Parties to whom this data may be released include external researchers as well as other federal government agencies, states, and beneficiaries for their personal health records. As CMS has noted, Part D data-sharing will provide a critical new source of information about how well drugs work and how safe they are for the elderly and disabled populations, who are often excluded from clinical trials, and hopefully will lead to fewer adverse drug events over time. The Part D data can be linked with claims data for Medicare Part A (hospital and institutional benefits) and Part B (physicians and other supplier benefits) for those 17 million beneficiaries who are in the “Original Medicare” program with a stand-alone Part D prescription drug plan. For those enrolled in the Medicare Advantage program, only Part D data is available.

“Research” is defined, using the definition in the Health Insurance Portability and Accountability Act (HIPAA) Privacy Rule, as “a systematic investigation, including research development, testing and evaluation designed to develop or contribute to generalizable knowledge.” CMS states that it will not release identifiable data to external entities when their research is not designed to develop or contribute to generalizable knowledge. In addition, CMS will not release identifiable data for commercial purposes.

The shared data will be compiled from Prescription Drug Event (PDE) summaries. The PDE is a record that every Part D drug plan (including Medicare Advantage plans) must submit each time a beneficiary fills a prescription under Medicare Part D, and consists of summary extracts using CMS-defined standard fields. PDE information is currently used to enable CMS to make payments to Part D plans and otherwise administer the Part D program. Under the Final Rule, CMS will release only the minimum data necessary to complete the study; will require that the results of the research (if applicable) be in the public domain; and if the study is conducted by an external entity, will require that the researcher have the requisite experience and be working in a reputable institution. External researchers must sign a Data Use Agreement that outlines certain restrictions placed on use of the data, including a requirement that the data must be destroyed, with no copies retained, upon completion of the project.

The Final Rule includes several limitations designed to provide protection for beneficiary privacy and commercially sensitive plan data, which include:

  • CMS will not release beneficiary, prescriber, or pharmacy identifiers to other government agencies or external researchers unless these are absolutely necessary for the study (e.g., to link to another database)
  • The Final Rule addresses only 37 elements (not all elements, as in the Proposed Rule), and does not extend to Part D plan-specific bid data, rebates, risk-sharing, reinsurance, or payment information collected outside of a Part D claim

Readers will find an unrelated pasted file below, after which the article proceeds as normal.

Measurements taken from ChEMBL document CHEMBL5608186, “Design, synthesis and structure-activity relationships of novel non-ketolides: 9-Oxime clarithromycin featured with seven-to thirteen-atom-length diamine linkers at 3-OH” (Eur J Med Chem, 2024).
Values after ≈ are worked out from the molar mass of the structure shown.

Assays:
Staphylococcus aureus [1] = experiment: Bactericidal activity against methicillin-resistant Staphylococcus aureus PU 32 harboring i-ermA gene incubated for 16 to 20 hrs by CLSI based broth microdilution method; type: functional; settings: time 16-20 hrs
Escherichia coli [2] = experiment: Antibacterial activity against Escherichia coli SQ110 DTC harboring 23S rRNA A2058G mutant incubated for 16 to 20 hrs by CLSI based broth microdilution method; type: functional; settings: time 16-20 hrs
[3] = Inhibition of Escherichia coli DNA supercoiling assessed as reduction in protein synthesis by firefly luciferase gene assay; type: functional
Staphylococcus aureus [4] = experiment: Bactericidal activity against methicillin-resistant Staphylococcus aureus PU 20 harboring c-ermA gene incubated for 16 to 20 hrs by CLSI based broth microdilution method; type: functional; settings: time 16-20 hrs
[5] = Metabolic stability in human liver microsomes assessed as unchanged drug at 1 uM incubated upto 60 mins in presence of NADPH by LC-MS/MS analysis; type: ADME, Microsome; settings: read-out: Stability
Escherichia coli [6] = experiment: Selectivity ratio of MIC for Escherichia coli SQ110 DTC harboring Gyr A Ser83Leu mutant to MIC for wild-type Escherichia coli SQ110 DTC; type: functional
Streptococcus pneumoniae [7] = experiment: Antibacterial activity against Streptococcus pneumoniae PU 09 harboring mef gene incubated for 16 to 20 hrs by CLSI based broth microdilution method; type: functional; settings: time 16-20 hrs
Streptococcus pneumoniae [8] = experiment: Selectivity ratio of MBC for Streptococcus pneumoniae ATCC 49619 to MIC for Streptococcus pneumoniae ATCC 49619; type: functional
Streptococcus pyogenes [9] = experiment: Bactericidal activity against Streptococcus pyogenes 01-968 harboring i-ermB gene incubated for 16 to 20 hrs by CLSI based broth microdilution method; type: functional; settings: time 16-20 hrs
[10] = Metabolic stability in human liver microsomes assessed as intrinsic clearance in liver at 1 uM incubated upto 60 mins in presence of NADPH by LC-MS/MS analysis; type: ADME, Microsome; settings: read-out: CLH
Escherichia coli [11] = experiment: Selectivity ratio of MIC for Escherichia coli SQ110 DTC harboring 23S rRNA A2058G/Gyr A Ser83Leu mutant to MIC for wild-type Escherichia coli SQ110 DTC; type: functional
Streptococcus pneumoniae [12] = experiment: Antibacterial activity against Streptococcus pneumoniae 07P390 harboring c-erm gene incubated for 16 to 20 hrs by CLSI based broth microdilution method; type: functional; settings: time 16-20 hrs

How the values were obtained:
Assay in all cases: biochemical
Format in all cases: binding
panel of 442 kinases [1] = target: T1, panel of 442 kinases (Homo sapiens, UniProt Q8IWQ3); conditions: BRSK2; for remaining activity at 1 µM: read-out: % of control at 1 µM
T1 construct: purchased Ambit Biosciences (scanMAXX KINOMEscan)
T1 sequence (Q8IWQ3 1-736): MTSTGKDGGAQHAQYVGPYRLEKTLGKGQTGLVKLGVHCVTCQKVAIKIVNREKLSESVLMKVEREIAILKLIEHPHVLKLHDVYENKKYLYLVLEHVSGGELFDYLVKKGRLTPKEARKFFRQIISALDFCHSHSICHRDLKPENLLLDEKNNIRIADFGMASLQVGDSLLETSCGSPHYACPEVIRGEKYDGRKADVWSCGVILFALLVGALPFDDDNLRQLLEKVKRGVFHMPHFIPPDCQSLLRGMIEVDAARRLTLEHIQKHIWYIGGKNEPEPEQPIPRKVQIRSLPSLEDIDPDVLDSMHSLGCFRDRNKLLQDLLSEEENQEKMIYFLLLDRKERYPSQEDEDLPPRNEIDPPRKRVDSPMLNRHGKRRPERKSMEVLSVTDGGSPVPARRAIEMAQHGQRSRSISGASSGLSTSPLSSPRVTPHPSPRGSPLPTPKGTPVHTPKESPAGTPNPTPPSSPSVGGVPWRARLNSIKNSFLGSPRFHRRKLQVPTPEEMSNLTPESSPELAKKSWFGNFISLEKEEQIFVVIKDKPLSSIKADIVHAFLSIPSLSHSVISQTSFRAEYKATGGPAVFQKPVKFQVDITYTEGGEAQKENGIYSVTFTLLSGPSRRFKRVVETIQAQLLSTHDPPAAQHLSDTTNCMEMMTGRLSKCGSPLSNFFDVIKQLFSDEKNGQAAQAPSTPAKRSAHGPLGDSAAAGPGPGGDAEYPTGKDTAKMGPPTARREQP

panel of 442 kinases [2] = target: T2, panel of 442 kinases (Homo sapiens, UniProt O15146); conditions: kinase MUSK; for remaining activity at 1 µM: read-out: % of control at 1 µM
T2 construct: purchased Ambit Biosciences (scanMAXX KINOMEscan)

When released to external researchers, Part D plan identifiers will be encrypted and cost data elements will be segregated. This step is designed to protect against negative implications for plans to negotiate favorable prices.

In announcing the new Final Rule, CMS indicated that it would be developing guidelines and workshops to inform researchers on how they can access the new database. Additional details are available on the CMS Web site at, and at its research data assistance center at


The Implications of Google Health on Medical Devices Design
Peter F. McLaughlin (

What Is Google Health?
When The Wall Street Journal, The New York Times, BusinessWeek, and USA Today all have articles discussing the most recent entrant to the Personal Health Record (PHR) space, then something significant might be happening. Regardless of Google’s success in its recent launch of Google Health, the popularity of Google as a search engine, e-mail service, calendar product, and now PHR service means that it is worth a look at how these rapidly emerging and evolving services impact developers of medical device companies and associated software applications.

According to a November 2007 poll conducted by The Wall Street Journal, three-quarters of respondents agreed that they would receive better care if their providers were able to share information more easily across electronic systems. While at that time only two percent used some form of PHR, more than 90 percent expressed a desire to access to their own electronic records maintained by their physicians.1

Enter Google Health, promoted as an alternative to existing services such as WebMD from which individuals can learn about health issues and find helpful resources, search for doctors and hospitals, build online health profiles, and — significantly — import medical records from hospitals, clinics, and pharmacies. Google Health initially launched in partnership with the Cleveland Clinic earlier this year, and now has numerous well-known partners.

Implications for Device and Software Developers
As health providers increasingly use electronic medical records (EMRs) and as patients slowly acquire personal health records, the necessity for device developers is to keep pace with interoperability. Medical device and software developers should be familiar with the HIPAA Security Rule as a set of guidelines for protecting an individual’s electronic personal health information. While typically neither a Covered Entity nor Business Associate as defined by HIPAA, medical device developers who fail to enable their provider-customers to comply with such requirements will not be successful.

The likely data path for patient information will be from medical device, to provider, to Google Health, although home-based devices may eventually have their data uploaded directly by the patient. In either event, the data elements and structures within such devices should reflect design considerations using the most broadly applicable standards. In the case of Google Health, this means the ability to produce data conforming to the eXtensible Markup Language (XML) standard, increasingly common for Internet and data manipulation.

To the extent that Google Health becomes a successful brand in the PHR space, there is the possibility of manufacturers and service providers to become designated as “compatible” with Google Health.

Design Considerations
XML is an international technology standard, developed and maintained by the World Wide Web Consortium, W3C. XML permits data to be structured and embedded within XML files so that software applications can adapt the content and display it in a variety of formats. While device developers in the past may not have coded data for the Web, the onset of EMR and PHR all but dictate such.